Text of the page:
“This isn’t who we are.”

This morning I heard those five words spoken by someone I respect — Jonathan Capehart of The Washington Post — about the mass shootings in El Paso and Dayton. 


I wanted to jump through the TV and slap him. Let me explain. It will take a minute, so bear with me.


Clearly, no act of gun violence, no matter how heinous, will loosen the grip of the firearms industry on our Republican party. The majority of the nation wants to ban assault weapons, high-capacity magazines, and to institute universal background checks. It would be a popular thing for a party to endorse. But in our two party system, we cannot get it done. 


Failing that, can we at least call it what it is? And can we stop saying that mass shootings aren’t the true image of our country? The fact is we are a country that tolerates the shooting of innocent people because we will not curtail the ability of a handful of gun manufacturers to maximize their profits. It’s against our religion — capitalism. It’s no more complicated than that. It’s all about greedy, unfettered capitalists controlling Republican senators and representatives through payoffs from the NRA. And not just in Congress, but in state legislatures, too.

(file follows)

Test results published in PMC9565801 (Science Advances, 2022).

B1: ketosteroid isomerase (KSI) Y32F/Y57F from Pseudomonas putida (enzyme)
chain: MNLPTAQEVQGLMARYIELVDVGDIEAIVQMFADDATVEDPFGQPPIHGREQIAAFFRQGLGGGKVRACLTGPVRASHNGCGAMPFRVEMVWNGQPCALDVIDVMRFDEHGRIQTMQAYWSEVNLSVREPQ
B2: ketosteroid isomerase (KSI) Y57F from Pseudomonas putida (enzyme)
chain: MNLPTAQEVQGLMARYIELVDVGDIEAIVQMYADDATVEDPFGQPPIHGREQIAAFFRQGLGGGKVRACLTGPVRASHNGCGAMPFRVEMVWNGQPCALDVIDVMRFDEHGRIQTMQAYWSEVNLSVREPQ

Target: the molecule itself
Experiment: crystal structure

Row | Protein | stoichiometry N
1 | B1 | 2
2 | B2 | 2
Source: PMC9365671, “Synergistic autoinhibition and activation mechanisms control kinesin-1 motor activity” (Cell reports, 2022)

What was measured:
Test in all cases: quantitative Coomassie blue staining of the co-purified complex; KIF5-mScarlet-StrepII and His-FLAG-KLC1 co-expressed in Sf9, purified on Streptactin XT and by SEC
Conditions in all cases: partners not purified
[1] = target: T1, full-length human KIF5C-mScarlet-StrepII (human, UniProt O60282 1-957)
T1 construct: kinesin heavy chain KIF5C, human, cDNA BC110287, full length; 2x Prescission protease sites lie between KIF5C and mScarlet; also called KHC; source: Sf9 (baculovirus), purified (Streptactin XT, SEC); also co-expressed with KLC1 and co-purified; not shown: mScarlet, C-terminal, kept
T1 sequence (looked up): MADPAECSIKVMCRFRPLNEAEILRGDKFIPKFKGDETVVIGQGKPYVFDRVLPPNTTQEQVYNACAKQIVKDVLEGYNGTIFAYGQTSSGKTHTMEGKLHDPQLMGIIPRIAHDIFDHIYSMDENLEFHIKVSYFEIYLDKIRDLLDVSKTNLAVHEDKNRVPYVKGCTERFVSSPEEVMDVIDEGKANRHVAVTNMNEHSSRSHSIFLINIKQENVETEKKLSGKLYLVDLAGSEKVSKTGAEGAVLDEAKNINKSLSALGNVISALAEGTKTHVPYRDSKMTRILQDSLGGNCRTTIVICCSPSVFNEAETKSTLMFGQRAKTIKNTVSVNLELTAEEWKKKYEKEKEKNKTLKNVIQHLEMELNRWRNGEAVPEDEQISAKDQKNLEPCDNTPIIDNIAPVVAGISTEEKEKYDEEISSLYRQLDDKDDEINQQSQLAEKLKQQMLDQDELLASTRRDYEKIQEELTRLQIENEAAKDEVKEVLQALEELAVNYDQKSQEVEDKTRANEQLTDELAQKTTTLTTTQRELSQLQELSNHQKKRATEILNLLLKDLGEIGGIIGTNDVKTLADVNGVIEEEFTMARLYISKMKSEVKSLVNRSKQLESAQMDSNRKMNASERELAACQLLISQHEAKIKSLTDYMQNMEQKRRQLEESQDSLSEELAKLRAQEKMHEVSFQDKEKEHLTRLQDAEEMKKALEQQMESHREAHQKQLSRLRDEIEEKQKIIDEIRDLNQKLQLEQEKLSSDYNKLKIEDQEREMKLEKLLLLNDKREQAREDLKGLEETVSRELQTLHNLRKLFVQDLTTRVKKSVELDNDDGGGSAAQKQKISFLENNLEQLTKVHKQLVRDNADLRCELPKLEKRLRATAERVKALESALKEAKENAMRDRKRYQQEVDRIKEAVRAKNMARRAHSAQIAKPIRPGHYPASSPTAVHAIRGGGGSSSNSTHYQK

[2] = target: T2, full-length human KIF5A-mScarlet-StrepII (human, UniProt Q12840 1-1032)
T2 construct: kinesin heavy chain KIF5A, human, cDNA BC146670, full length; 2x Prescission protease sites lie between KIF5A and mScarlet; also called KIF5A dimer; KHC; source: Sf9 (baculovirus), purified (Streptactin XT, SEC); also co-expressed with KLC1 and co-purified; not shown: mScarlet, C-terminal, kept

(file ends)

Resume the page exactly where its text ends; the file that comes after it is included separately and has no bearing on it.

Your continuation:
It’s as if we as a country have undergone a gradual but radical personality change, similar to the way a person who was once rational and stable descends into depravity. There may be only isolated signs of problems in the beginning, but over time, bizarre behavior becomes the norm unless treated. Likewise, we as a country have seen signs warning of a gun crisis — the mass shootings at the University of Texas tower in 1966 come to mind — but over the years, as mass shootings became more common, we never treated the illness, and now mass shootings are  routine. Like a patient with a severe psychotic disorder, we collectively have undergone a profound personality change. An obscene change, and one that has changed our national character.